I would not call myself a baseball junkie by any stretch. As a kid I played softball from second grade until I graduated high school, and we went and saw a Tiger game at least once a year. (Shout out to all my readers from the D!)

Now that one of my daughters is playing softball, she is way more interested in watching baseball, which makes my husband super excited as he IS a Mets junkie. And while that is a minor strain, we did just go see the Tigers while they were in town at Citifield over Memorial Weekend.

But I digress. Let’s just say I’m watching a lot more professional baseball. And recently, I heard a stat that stood out to me.
The Dodgers made history recently because in three consecutive games, they won with walk-off homers BY ROOKIES.

The commentators talked a lot about this, no surprise. When you watch professional sports there are a staggering number of stats being thrown around. I imagine a dark room full of sports fans watching a wall of screens and scanning the internet for these factoids and feeding them directly into the earpieces of broadcasters all around the country.

These commentators made a lot of noise about the fact that the Dodgers spent a lot of time and energy developing their rookie teammates, and as a result have gotten some amazing performances out of them.

And that got me thinking about you, and how you are managing YOUR newest team members. Because I remember my first few jobs. Being shown a desk and given a stack of suspects and having my boss point at the phone and saying “Good luck”
So how do great leaders support and develop new talent?

1. They provide mentors – All the articles I read talked about how the Dodgers encouraged the more seasoned teammates to be welcoming to the newbies, and that the entire team philosophy embodied the notion that the team would be stronger if ALL members of them team reached their full potential. Rather than be jealous of the rookies, the older players helped, mentored, and were part of the development. This could be replicated by your sales team; assigning a more experienced rep to take a new rep on calls, help them learn product knowledge, and help them develop their talk tracks.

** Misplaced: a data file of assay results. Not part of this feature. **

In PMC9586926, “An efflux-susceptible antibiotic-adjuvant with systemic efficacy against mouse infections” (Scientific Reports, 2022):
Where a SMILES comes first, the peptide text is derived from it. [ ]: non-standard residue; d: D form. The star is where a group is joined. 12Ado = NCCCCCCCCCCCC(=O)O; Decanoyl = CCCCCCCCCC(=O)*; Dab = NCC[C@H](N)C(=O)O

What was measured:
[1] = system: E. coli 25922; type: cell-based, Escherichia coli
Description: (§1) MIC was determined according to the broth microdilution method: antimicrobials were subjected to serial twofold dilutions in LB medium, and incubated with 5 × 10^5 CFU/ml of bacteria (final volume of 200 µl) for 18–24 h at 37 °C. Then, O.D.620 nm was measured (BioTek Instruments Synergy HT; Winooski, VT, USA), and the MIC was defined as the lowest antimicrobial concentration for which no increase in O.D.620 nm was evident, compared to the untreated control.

2. They articulate expectations WITH a road map about how to get there – Every team has goals. Winning is a goal for a major league baseball team. But what does “winning” look like for a sales organization? Whether its new prospects added to the pipeline, meetings with new clients scheduled, or resurrecting a certain number of lost accounts, leadership must be strategic about what they need to do in order to be successful. Putting a system in place that a new person can execute on is a great way for the new person to have some small wins before s/he becomes the newest star on the team.

3. They provide continuous feedback and instruction from multiple sources – It is not than uncommon for an owner or manager to become frustrated quickly when a new person does not perform up to a certain standard. What is lacking, however, is any form of feedback, observation, or suggestions about how to be successful. And this information can come from a plant manager, a CSR, an estimator, or anyone else on the team who has good ideas and understands what the customers want and need and maybe even where to find them. A new person should be meeting with key members of the team very regularly in the beginning, and that can dial back as their comfort, skill and aptitude improve. Getting everyone in the company on board with being invested in a new person’s success is not only vital to sales, it will improve morale and self-esteem for everyone involved.

We all do better when we ALL do better. What are you doing to make sure your newest team members survive and thrive in and for your company?

See more posts from Kelly


Kelly Mallozzi.2018_print media centrAs a sales and marketing coach and consultant at Success In Print, Kelly Mallozzi advocates for graphic arts companies to start a revolution and fight to keep print relevant.  She may be irreverent, but what she lacks in convention, she makes up for in smart-assery.

Connect With Kelly: Twitter @SuccessInPrint and check out her weekly blog on Printing Impressions.

Listen to Kelly’s Podcasts From The Printerverse: Achieving Success In Print and Sales with Kelly Mallozzi / Strategies for Sales Success with Bill Farquharson and Kelly Mallozzi

Check out her book, co-authored by Bill Farquharson: Who’s Making Money at Digital/Inkjet Printing…and How

 

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